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Punch Shot: Good or bad move to eliminate U.S. Public Links Championship?

Hunter Haas
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The U.S. Golf Association announced Monday that it would eliminate the men's and women's U.S. Public Links Championship after 2014. The event has been contested since 1922 and is the fourth-oldest USGA event; the men's winner was routinely given a Masters invitation. writers weigh in on if this was a good or bad move. (Click for a Publinx timeline and player reaction)


This was a bad move – and really bad timing.

If there’s a recent face of the U.S. Public Links Championship, a player who used the amateur tournament as a springboard to bigger and better things in his career, it’s that of Brandt Snedeker.

Which means that Monday’s announcement by the U.S. Golf Association that it will do away with the event after 2014 was a poor one on a few different levels.

The Publinx has always been the tournament of the people. In a day and age when golf still suffers from the image of an elitist and exclusive game, ridding itself of one of the few high-level tournaments that opposes that image sounds like an idea that’s counterproductive to the USGA’s message.

We keep hearing so much talk about “growing the game,” but it’s difficult to grow the game when you’re robbing some players of opportunities. I’m not naïve enough to think that the Publinx is the only way for a young amateur golfer to get his foot in the door toward being a successful professional, but the tournament has certainly helped players in the past while serving as that springboard.

Just ask Brandt Snedeker.


Good move, U.S. Golf Association.

The U.S. Amateur Public Links and U.S. Women’s Amateur Public Links championships have long felt redundant.

With the U.S. Amateur and U.S. Women’s Amateur opening their doors back in 1979 to allow players from public courses to compete in the championships, the Publinx events lost their special purpose. There was a real and compelling reason to stage the Publinx championships when those players bred and nurtured on public courses were locked out of the U.S. Amateur and U.S. Women’s Amateur. The Publinx events are no longer compelling, no longer a celebration of what the U.S. Amateur and U.S. Amateur Women’s events weren’t.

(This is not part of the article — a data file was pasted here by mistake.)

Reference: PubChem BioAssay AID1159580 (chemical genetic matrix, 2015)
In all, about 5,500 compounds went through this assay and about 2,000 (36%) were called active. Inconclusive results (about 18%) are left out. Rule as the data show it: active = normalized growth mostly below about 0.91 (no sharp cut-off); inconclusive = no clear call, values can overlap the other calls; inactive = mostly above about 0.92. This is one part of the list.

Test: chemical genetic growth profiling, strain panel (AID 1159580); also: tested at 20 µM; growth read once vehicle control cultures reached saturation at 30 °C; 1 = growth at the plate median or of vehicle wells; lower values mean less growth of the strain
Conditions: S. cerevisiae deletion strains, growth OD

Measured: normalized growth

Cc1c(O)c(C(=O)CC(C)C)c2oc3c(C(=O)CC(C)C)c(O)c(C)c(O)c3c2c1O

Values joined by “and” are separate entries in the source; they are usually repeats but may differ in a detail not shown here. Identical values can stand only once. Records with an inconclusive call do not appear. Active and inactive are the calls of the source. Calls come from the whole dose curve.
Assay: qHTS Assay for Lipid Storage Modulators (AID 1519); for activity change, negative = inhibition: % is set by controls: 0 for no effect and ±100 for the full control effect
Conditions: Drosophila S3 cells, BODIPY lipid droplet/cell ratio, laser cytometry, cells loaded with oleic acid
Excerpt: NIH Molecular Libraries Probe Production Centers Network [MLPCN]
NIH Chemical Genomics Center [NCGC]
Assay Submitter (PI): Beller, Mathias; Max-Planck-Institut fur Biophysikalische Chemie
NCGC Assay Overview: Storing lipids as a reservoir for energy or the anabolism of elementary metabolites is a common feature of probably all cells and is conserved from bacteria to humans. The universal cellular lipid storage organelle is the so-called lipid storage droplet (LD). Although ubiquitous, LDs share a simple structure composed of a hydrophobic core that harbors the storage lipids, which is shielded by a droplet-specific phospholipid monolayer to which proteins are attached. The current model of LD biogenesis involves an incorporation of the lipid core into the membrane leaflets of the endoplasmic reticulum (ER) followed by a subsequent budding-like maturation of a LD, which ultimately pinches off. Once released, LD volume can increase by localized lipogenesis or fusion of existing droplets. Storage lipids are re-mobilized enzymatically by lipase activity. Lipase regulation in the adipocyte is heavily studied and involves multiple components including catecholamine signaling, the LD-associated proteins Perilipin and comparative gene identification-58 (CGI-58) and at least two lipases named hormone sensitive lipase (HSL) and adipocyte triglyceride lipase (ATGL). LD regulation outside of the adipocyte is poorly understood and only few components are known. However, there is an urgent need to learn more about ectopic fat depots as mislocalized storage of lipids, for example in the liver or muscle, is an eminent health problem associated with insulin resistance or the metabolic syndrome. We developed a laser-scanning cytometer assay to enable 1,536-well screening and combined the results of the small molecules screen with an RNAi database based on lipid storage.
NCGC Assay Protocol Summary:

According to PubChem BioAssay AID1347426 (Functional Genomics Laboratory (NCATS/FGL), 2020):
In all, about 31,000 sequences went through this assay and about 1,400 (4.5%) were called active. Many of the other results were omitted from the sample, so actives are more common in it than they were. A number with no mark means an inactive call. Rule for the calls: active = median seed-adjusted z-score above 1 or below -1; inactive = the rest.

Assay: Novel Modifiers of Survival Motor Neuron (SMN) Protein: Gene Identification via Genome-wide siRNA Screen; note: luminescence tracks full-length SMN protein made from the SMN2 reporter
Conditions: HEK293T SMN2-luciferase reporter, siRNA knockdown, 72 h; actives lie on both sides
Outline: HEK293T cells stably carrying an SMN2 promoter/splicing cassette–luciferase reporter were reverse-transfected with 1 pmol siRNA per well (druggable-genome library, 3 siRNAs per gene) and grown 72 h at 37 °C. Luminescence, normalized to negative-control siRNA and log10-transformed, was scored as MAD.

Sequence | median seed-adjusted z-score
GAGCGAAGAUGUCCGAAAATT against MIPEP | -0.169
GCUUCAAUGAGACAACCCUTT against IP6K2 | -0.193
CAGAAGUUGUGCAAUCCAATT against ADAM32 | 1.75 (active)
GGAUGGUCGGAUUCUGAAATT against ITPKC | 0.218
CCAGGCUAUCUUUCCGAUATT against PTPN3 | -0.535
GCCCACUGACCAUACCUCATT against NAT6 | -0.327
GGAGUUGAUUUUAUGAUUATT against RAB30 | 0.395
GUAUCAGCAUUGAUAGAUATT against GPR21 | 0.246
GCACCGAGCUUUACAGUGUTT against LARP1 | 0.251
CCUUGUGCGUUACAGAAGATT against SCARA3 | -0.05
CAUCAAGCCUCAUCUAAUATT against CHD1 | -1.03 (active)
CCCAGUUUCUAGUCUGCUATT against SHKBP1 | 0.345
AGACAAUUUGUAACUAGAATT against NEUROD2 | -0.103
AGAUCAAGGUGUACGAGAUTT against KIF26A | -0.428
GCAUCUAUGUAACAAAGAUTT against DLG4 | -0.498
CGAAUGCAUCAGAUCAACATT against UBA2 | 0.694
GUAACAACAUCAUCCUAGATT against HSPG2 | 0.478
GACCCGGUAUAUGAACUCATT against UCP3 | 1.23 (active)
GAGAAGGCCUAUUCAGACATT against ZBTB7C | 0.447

Clay Ogden. Casey Watabu. Lion Kim.

What do these three have in common? They’ve each won the U.S. Amateur Public Links in the past eight years. Last year, of course, T.J. Vogel defeated Kevin Aylwin in a 12-and-10 rout. The event was held at Soldier Hollow in Utah. But surely you knew that already.

Enough with the feigned outrage. This is a good move. Sure, the Publinx possessed an everyman appeal: All public-links players can compete if they have the game. But the Publinx is no longer a can’t-miss event for the elite amateur. Seemingly all players today have equal access to U.S. Golf Association events, and the crowded summer schedule has diminished the tournament to the weakest on the USGA’s roster of championships.

What to do with the Masters invitation? Well, here’s a better idea: Make the individual NCAA Championship a 72-hole event, then award the winner a berth in the Masters. It’s already one of the three strongest amateur events in the country.


Executives from the U.S. Golf Association woke up Monday morning with several key issues very much on their plate – anchored-putting strokes and slow-play concerns among them. I would assume, though, that few, if any, calls had been fielded in recent weeks complaining that amateur players have too many high-level competitions at their disposal. That’s why I think their decision to eliminate the U.S. Amateur Public Links Championship after 2014 is a bad move.

Look, I understand that the current state of the Publinx is a bit different from its first iteration in 1922, a year before Bobby Jones won his first major championship. But while USGA executives may explain that it has drifted from its original mission, I have a tough time grasping how the event is any more outdated than it was 10 years ago when Brandt Snedeker won, or 15 years ago when Trevor Immelman took home the prize – both of whom played The Masters for the first time thanks to their wins in this event.

I am sad to see an event with such rich history end for any reason, especially in a retirement of sorts that comes without precedent. Elite, amateur-level competition is a fascinating subset of this great game, and it is unfortunate that the USGA has opted to eliminate one of the relatively few platforms upon which it can be displayed.